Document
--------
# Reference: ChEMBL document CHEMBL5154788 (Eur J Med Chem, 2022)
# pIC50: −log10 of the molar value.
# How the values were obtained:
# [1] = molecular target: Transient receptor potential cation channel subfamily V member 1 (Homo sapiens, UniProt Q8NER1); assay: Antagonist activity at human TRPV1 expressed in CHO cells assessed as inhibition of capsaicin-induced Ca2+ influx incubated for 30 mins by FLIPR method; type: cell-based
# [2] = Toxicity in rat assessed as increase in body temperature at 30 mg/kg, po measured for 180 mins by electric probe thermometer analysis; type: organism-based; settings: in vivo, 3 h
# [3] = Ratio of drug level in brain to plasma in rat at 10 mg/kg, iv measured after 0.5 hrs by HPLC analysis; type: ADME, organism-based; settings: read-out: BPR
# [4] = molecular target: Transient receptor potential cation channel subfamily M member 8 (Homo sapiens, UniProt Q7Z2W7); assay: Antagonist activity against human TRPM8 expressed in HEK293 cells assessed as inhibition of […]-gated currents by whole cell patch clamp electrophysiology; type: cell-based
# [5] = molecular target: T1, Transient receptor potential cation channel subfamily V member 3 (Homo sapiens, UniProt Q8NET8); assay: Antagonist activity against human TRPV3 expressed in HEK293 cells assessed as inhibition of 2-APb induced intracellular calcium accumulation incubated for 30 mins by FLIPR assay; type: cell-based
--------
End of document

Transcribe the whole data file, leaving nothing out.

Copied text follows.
# Reference: ChEMBL document CHEMBL5154788 (Eur J Med Chem, 2022)
# pIC50: −log10 of the molar value.
# How the values were obtained:
# [1] = molecular target: Transient receptor potential cation channel subfamily V member 1 (Homo sapiens, UniProt Q8NER1); assay: Antagonist activity at human TRPV1 expressed in CHO cells assessed as inhibition of capsaicin-induced Ca2+ influx incubated for 30 mins by FLIPR method; type: cell-based
# [2] = Toxicity in rat assessed as increase in body temperature at 30 mg/kg, po measured for 180 mins by electric probe thermometer analysis; type: organism-based; settings: in vivo, 3 h
# [3] = Ratio of drug level in brain to plasma in rat at 10 mg/kg, iv measured after 0.5 hrs by HPLC analysis; type: ADME, organism-based; settings: read-out: BPR
# [4] = molecular target: Transient receptor potential cation channel subfamily M member 8 (Homo sapiens, UniProt Q7Z2W7); assay: Antagonist activity against human TRPM8 expressed in HEK293 cells assessed as inhibition of […]-gated currents by whole cell patch clamp electrophysiology; type: cell-based
# [5] = molecular target: T1, Transient receptor potential cation channel subfamily V member 3 (Homo sapiens, UniProt Q8NET8); assay: Antagonist activity against human TRPV3 expressed in HEK293 cells assessed as inhibition of 2-APb induced intracellular calcium accumulation incubated for 30 mins by FLIPR assay; type: cell-based